Jurors in the trial of two men accused of the murder of Stephen Lawrence have been warned not to let emotion influence their deliberations.
Justice Treacy told the panel at the Old Bailey that they must weigh up the evidence in the case without letting anger or sympathy play a part in the verdict.
"Emotion such as sympathy for the Lawrence family has no part to play," he said. "Equally, anger at the nature of the attack on Stephen Lawrence cannot guide your decision."
He told the jurors that they must be "sure" of any verdict they come to, and warned them that it would be unrealistic to expect every loose end to be tied up.
"It's not necessary for every question raised in a case to be answered or for every loose end to be tied up. This is real life, it's not a detective novel," they were told.
Gary Dobson, 36, and David Norris, 35, both deny murder.
During his summing-up, the judge set out key steps that jurors will need to follow in their route to a verdict.
These included considering whether forensic evidence found on clothes seized from Dobson and Norris's homes got there via contamination during handling and storage, as the defence argues.
The panel must also consider whether the defendants were present at the time of the attack and participated in it.
If at least one member of the group intended to kill or cause serious harm to Mr Lawrence, then the attackers would be guilty of murder, the judge said.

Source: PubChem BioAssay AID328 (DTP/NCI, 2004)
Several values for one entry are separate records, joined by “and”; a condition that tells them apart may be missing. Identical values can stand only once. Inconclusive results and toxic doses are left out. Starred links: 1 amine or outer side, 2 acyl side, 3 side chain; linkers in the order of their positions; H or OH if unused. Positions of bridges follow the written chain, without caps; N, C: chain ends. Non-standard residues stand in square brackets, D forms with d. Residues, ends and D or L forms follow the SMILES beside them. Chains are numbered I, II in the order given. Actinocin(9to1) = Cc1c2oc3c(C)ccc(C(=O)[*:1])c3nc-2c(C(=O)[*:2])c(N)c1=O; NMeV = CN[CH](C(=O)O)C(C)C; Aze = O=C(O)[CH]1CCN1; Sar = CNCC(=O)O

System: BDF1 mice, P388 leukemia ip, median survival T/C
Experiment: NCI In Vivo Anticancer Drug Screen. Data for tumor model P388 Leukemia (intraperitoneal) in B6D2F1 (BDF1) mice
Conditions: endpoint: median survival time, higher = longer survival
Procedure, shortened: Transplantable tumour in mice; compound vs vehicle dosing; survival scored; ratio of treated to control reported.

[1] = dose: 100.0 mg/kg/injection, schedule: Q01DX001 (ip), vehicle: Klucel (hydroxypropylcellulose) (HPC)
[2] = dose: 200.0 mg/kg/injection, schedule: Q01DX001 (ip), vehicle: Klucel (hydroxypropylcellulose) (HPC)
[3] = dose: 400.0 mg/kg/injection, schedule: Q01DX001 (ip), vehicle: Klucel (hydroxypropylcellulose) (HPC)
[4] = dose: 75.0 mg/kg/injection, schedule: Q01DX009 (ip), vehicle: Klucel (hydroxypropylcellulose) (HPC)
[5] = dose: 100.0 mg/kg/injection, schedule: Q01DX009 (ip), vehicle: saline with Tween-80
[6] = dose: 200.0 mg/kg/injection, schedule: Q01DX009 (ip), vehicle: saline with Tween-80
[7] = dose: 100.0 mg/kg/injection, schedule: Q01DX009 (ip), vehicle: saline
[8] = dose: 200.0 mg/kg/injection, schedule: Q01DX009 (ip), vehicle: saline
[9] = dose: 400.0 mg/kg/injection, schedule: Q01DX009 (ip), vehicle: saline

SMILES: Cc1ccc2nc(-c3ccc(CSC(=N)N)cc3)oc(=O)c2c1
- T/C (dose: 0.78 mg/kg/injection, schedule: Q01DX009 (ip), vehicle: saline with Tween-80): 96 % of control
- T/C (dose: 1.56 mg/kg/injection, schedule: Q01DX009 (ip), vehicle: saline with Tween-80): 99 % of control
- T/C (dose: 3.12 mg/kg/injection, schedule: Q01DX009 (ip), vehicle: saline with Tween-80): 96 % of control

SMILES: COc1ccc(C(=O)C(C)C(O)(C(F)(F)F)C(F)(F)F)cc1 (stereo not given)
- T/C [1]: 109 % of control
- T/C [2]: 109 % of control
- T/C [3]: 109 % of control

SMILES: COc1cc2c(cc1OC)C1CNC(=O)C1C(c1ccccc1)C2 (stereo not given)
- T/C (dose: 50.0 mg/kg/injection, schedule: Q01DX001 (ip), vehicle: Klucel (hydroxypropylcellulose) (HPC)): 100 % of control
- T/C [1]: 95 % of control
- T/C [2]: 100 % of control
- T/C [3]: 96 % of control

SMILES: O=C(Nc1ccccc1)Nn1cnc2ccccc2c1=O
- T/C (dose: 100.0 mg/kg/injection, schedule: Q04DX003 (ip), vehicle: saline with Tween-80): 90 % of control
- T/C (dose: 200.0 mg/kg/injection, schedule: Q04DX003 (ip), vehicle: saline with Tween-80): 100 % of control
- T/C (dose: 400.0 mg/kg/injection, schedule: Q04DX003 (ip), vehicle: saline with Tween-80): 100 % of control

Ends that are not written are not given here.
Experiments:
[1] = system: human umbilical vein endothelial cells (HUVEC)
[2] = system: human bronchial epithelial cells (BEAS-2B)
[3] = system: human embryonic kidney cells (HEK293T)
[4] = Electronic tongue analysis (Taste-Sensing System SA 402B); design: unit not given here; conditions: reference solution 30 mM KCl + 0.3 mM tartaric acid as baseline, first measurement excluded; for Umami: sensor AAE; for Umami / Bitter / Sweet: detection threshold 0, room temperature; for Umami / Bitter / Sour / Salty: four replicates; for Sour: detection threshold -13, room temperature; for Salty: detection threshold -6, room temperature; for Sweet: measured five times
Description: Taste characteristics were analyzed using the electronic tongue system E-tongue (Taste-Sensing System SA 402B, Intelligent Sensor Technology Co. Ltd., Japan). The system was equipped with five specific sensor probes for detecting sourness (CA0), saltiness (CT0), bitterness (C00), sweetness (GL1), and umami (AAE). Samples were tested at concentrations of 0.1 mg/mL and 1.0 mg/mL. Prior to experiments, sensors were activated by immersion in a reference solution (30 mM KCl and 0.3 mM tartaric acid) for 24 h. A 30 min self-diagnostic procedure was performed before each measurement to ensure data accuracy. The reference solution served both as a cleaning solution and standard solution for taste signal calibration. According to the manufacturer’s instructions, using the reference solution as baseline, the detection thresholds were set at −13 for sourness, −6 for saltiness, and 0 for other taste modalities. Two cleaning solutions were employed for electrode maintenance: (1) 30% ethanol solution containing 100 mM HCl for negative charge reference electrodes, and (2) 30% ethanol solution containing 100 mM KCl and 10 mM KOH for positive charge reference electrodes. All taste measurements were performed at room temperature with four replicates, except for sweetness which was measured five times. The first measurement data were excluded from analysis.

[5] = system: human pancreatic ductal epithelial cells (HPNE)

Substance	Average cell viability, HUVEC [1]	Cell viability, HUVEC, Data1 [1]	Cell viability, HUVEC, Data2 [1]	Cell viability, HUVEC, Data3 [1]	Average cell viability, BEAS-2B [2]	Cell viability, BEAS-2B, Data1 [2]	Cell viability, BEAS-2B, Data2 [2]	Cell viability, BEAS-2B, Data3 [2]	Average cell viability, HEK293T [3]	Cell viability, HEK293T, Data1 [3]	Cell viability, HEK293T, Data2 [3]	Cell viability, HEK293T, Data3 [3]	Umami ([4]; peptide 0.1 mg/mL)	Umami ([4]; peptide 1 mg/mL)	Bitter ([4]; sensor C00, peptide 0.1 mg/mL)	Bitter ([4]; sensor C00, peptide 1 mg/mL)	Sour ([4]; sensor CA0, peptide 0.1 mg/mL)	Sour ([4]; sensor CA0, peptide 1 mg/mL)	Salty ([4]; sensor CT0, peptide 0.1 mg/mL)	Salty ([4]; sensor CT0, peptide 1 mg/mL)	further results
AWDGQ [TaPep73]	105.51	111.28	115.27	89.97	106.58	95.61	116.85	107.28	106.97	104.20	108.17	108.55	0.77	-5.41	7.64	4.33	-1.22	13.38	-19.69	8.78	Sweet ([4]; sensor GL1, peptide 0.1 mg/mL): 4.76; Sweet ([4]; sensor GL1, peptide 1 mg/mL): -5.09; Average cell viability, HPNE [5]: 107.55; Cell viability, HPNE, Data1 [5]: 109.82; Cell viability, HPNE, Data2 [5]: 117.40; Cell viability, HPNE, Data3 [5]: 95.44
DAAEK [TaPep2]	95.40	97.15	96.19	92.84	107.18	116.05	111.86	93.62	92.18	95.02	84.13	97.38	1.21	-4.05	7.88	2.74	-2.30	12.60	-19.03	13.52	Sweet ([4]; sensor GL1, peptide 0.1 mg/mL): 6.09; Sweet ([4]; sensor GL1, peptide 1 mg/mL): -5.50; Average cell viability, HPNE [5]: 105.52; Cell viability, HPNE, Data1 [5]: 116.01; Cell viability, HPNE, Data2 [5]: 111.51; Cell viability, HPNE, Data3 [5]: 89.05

But if they intended to cause injury falling short of serious bodily harm, then the group would be guilty of manslaughter.
Justice Treacy said: "Manslaughter is an alternative verdict to murder but it should only, and I stress that word, be considered if you have found the defendant in question not guilty of murder."
He then went through the various witness accounts that the jury has heard, including details of any description of the attackers that they gave.
There were some differences in the account given by Mr Lawrence's best friend Duwayne Brooks and the other witnesses - he said he had been chased by one of the attackers.
The judge said the contrasting accounts could be because Mr Brooks felt "a subconscious need to justify himself for running off at the time that he and Stephen were attacked".
The court then heard a detailed account of the handling of exhibits, including assessments previously given by expert witness Rosalyn Hammond as to the risk of contamination.